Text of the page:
The year 1975, the first full year of Giscard’s presidency, marks a high point of the feminist struggle in France. It lies in the middle of what philosopher and historian Geneviève Fraisse describes as a “transformative decade for women’s rights”, a period which opened with the end of paternal authority (and its replacement by parental authority) in 1970 and closed ten years later with the formal criminalisation of rape.

Veil’s law legalising the voluntary termination of pregnancies came into force at the start of the year, after months of bitter wrangling that saw the minister endure a torrent of abuse from members of her own centre-right coalition in a parliament composed almost entirely of men. The secret to her success was to frame the debate as a matter of public health by stressing the horrific casualty rate caused by clandestine abortions.

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“The choice of Veil, the health minister, to carry this law may surprise people today,” says Fraisse. “After all, Giscard could have picked Françoise Giroud, his pioneering secretary of state for women’s rights. But he was not trying to please women protesting in the streets. Giscard made a calculated choice intended to ensure success in parliament.”

The result was a compromise text designed to appease enough conservative lawmakers to ensure the law could pass with the overwhelming support of the left-wing opposition. Caveats included a series of restrictive conditions and a promise to review the entire law in 1979. By the time the review came up, towards the end of Giscard’s mandate, opposition to the law had petered out and even the Order of Doctors hailed it as a public health success.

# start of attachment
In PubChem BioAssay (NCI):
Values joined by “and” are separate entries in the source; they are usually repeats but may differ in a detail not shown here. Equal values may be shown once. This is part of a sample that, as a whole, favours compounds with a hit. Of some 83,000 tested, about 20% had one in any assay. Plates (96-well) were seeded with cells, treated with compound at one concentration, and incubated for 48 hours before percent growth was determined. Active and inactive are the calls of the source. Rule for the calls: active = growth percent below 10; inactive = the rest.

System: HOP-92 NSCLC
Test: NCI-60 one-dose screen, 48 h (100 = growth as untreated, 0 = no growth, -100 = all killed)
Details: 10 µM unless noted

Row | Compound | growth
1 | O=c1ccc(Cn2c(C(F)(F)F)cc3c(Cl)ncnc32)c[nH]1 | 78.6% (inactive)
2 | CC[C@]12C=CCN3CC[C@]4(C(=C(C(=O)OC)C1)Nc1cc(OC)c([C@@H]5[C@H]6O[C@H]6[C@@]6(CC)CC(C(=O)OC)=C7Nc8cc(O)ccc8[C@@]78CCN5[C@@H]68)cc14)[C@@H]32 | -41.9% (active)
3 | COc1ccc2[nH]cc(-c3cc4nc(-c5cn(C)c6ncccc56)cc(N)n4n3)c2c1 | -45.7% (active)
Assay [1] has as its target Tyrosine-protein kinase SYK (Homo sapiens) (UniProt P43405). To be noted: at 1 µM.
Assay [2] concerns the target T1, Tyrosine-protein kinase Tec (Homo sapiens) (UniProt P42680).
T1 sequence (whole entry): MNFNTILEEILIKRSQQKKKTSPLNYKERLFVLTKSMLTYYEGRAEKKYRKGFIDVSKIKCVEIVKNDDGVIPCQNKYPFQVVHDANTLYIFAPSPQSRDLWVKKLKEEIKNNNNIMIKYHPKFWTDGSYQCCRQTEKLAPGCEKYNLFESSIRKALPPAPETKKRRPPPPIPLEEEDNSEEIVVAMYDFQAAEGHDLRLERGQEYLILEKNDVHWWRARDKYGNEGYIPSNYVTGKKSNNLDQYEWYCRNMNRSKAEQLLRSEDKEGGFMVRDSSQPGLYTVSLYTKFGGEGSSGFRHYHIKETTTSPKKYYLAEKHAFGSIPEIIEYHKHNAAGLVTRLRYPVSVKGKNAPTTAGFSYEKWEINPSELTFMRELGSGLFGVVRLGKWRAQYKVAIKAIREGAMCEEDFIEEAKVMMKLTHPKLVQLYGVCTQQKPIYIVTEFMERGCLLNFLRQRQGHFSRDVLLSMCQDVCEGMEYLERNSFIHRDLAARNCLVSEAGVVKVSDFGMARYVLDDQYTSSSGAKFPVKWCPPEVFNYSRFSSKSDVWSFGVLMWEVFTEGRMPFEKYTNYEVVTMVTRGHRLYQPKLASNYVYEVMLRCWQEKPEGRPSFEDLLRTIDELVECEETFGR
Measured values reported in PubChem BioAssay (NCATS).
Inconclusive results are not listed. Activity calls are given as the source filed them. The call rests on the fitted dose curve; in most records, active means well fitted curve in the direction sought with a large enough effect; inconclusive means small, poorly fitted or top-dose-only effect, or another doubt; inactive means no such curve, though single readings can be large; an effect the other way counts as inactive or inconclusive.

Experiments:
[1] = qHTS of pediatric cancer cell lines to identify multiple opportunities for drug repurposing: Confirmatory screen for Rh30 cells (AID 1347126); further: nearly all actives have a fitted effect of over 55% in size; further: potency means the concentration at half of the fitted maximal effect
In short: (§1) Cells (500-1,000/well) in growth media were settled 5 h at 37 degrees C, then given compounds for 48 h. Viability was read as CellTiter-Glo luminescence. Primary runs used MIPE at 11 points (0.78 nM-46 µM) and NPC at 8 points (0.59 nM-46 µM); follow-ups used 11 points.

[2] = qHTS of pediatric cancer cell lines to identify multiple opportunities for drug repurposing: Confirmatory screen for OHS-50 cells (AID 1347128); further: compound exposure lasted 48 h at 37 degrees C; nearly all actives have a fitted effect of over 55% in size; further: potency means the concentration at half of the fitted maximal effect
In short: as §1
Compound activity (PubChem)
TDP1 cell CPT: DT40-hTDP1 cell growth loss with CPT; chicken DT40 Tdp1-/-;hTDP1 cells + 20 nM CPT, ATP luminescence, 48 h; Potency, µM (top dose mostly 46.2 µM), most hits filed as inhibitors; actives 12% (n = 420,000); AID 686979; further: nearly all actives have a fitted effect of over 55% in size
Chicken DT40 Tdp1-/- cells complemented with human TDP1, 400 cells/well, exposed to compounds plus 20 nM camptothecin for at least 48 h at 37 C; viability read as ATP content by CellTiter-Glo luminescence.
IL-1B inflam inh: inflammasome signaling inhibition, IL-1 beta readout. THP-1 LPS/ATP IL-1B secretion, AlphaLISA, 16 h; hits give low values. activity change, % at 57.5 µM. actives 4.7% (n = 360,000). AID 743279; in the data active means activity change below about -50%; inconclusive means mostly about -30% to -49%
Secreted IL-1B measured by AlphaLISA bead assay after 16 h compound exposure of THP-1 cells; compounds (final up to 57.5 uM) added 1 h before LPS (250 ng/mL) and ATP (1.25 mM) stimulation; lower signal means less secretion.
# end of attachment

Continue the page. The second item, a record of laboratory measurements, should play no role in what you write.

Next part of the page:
Six months after the Veil Law was enacted, legislation restoring divorce by mutual consent signalled another major victory, giving women and men equal rights on the matter. It came almost two centuries after the right to divorce was first instituted during the French Revolution, only to be gradually dismantled under Napoleon and successive regimes that stripped women of key rights.

“The divorce law marked a huge step forward for democracy,” says Fraisse. “With abortion, it was a case of ‘my body, my choice’. This time, it was ‘my life, my choice’. It also signalled a shift away from perceptions of the marital institution as the cornerstone of society.”

Other notable achievements include free contraception for women, introduced at the end of Giscard’s first year in office. The next year, women secured equal say in the choice of matrimonial homes, which had been the sole prerogative of their husbands since Napoleon. Also in 1975, a new law made it possible for the names of both spouses to appear on tax returns, thereby giving official recognition to women’s contribution to the family income.

Reflecting on these breakthroughs in an interview with French daily Libération, historian Mathilde Larrère said they should not be framed solely as Giscard’s record. The late president “named women who led these actions,” Larrère explained. “These reforms must be understood in the context of mass feminist campaigns in France and abroad. [...] One should not merely give credit to men, particularly presidents, for actions that are carried out by women.”